Climate change research

Climate change research

We want to end poverty, protect the planet and ensure that all people enjoy peace and prosperity by aligning our research and Strategy 2030 to the SDGs.

Sustainable Development Goals

The Sustainable Development Goals (SDGs)  – issued by the United Nations in 2015 as a plan for peace and prosperity across the planet – provide a clear guiding framework for our research and our Strategy 2030.  This commits us to ‘drive an ambitious agenda for environmental sustainability, embedded across all aspects of our work’.

Delivering the SDGs is crucial if we are to overcome the climate emergency we now face, and our strategy and research is critical in ensuring we play our own part.

The Centre for Climate Justice

Climate change is hitting many of the world’s poorest people first and hardest, with more frequent and severe storms, droughts and floods, and unpredictable weather destroying people’s homes and livelihoods.  We are providing a voice for people, no matter where they live in the world, to challenge wealthy nations to support those already living in poverty who are being hit hardest by the climate emergency, despite having done least to cause it.  

Our world-leading experts at GCU’s Centre for Climate Justice are at the forefront of global research and debates on: 

  • Access to climate finance 
  • the relationship between climate justice and gender justice 
  • displacement and migration of people due to changes in climate 
  • mental health, wellbeing, and climate-related racial injustice
  • adaptation and resilience 
  • making a fair and just transition to clean energy solutions 
  • energy justice and inequality in both rural and urban settings  

We must ensure that we meet the needs of the many not just the few. To do this we need to align climate finance with climate needs, particularly for the most vulnerable people and especially women and girls.

Professor Tahseen Jafry
Director of Centre for Climate Justice

Working together for change 

  • We work closely with the Pan African Climate Justice Alliance and UNESCO GCU’s Centre for Climate Justice plays a key role in helping to shape Scottish-Arctic research and is a member of the University of the Arctic (UArctic) network.  
  • We held the first-ever World Forum on Climate Justice with Mary Robinson, Chair of the Elders, as the keynote speaker. Find out more about the second World Forum on Climate Justice.  
  • The Centre for Climate Justice works in close partnership with governments, charities, communities and others around the world to help improve policy, development, business practices and critical insights into climate justice.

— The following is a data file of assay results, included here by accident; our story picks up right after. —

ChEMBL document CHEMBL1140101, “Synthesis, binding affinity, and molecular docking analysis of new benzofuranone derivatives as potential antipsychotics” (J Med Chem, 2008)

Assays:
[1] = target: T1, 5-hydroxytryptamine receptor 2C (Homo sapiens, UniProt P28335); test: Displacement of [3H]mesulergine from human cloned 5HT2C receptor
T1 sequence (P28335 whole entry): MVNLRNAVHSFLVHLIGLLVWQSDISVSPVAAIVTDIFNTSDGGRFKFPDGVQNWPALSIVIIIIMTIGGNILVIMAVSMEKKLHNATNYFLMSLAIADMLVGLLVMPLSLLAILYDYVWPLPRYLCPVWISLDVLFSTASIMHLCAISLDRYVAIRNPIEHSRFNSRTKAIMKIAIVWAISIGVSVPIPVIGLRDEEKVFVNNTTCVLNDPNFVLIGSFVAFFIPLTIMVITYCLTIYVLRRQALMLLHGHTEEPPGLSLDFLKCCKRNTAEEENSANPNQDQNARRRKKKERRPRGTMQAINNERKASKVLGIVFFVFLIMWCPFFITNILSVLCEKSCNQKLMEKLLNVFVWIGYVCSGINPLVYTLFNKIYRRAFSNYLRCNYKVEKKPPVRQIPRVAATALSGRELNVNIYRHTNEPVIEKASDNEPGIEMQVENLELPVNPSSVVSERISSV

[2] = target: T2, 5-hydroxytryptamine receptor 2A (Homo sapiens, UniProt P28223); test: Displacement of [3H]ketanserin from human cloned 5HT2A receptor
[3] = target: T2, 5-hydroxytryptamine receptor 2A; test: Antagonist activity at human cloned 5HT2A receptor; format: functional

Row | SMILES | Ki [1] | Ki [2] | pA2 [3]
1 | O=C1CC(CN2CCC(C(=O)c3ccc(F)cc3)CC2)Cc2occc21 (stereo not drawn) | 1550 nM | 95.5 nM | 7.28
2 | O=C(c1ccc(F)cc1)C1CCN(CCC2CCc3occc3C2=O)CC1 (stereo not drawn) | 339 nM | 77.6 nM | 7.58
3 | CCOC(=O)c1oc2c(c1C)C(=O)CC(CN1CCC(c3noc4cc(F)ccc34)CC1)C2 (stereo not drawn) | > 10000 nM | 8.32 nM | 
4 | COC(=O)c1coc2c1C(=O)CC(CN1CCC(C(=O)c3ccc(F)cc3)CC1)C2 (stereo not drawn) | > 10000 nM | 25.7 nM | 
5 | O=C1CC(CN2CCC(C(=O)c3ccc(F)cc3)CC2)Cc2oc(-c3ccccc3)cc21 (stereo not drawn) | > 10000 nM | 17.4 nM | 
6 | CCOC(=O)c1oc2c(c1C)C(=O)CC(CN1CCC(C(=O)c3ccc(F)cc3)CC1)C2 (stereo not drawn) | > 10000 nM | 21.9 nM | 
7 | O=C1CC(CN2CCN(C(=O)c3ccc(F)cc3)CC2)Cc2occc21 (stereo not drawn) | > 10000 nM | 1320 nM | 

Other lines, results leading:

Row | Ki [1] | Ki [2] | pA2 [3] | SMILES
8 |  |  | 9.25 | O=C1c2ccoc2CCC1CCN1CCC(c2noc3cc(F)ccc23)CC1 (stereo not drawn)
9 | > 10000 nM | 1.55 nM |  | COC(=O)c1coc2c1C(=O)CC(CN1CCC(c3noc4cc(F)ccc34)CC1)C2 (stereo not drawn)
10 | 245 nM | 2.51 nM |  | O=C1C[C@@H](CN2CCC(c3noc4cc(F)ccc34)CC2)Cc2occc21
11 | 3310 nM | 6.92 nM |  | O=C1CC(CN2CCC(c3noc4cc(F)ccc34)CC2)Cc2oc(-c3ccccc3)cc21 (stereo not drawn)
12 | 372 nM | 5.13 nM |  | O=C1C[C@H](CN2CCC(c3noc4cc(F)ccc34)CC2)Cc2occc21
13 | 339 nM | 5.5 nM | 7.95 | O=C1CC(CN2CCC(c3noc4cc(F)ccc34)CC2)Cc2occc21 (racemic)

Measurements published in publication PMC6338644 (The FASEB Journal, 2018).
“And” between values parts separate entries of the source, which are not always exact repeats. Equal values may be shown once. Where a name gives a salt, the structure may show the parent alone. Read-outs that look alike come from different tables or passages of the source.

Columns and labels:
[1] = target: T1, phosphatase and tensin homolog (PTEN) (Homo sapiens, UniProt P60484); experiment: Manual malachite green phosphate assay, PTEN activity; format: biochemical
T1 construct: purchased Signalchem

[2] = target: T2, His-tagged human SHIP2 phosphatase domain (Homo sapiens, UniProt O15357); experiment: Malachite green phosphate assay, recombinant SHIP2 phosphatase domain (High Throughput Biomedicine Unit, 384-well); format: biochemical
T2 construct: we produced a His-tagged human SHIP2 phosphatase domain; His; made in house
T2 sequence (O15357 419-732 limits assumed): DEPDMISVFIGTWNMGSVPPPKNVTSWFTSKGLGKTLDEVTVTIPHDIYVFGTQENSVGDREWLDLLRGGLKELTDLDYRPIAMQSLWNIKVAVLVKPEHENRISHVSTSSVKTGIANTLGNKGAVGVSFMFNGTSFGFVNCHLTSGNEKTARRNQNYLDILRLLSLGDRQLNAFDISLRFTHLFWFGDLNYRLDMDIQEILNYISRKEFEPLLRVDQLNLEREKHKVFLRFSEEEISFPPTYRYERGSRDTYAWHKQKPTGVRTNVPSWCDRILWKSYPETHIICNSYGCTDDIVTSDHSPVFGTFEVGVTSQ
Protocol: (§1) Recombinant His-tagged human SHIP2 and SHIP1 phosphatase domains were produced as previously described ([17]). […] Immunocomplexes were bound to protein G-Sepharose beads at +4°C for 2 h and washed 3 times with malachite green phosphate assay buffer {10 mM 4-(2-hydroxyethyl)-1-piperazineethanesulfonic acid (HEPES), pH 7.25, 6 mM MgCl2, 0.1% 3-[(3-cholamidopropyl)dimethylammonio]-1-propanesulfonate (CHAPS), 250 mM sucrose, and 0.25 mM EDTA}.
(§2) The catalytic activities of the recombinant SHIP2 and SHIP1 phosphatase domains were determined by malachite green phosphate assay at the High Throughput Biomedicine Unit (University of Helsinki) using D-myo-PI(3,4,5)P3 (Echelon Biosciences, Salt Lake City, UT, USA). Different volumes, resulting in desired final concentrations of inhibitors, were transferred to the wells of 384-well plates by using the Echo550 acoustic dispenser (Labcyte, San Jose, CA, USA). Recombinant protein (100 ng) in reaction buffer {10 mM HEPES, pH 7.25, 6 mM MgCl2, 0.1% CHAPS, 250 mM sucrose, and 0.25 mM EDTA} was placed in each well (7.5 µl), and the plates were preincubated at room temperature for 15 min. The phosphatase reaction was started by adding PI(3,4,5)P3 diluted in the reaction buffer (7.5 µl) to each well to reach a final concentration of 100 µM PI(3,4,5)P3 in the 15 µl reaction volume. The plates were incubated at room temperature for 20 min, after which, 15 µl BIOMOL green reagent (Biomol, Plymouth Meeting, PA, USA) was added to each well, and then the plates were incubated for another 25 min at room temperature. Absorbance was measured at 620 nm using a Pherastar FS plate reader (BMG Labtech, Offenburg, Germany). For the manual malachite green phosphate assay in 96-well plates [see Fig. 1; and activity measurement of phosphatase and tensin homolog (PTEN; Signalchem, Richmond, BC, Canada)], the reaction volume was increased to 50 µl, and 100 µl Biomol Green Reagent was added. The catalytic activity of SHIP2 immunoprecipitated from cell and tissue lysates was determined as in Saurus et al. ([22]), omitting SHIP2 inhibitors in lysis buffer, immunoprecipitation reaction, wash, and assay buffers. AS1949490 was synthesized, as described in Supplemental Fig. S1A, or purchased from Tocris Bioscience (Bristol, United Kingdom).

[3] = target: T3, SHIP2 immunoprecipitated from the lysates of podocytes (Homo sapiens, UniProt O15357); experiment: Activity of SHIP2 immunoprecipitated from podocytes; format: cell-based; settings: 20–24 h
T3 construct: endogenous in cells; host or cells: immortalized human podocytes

• The Centre’s director, Professor Tahseen Jafry, advises governments, UN agencies, global think tanks, NGOs and civil society on how to achieve, create and transition to a fair and climate-just world.  
  • Professor Tahseen Jafry also chairs the UNESCO Climate Justice Policy Lab and showcased research at the World Forum for Democracy, Commonwealth Parliamentary Association UK and UNFCCC Race to Zero.

GCU is at the forefront of driving positive social change in a range of other ways too, directly supporting the communities we work with and producing a wide range of cutting edge research that promotes sustainable development and action on climate change. 

Find out more about our Centre for Climate Justice. 

Building a more resilient future  

With its research closely aligned to the SDGs, our BEAM Research Centre (Built Environment Asset Management) explores sustainable cities and communities, urban climate, nature-based solutions and green infrastructure, resilience, energy efficiency and performance, geotechnical and eco-engineering, environment impact assessment, water quality and waste water treatment. Some of our projects include:

  • EU-funded project, OPERANDUM (OPEn-air laboRAtories for Nature baseD solUtions to Manage hydro-meteo risks), is helping to deliver the tools and methods for the validation of nature-based solutions in order to enhance resilience in European rural and natural areas by reducing hydro-meteorological risks. 
  • GCU’s internal Global Challenges Research Fund (GCRF) project, ‘Climate service for resilience to overheating risk in Columbo, Sri Lanka: a multi-scale mapping approach (COSMA)’, which integrates climate-sensitive design with the local planning process, is fundamental to managing the warming trend in growing high-density tropical cities.    
  • Closer to home, our researchers highlighted to Glasgow City Council that more trees and green spaces are needed in the city’s most deprived areas if those who live there are to be protected from the ravages of climate change, including more flooding and overheating by 2050.  

Read more about the BEAM Research Centre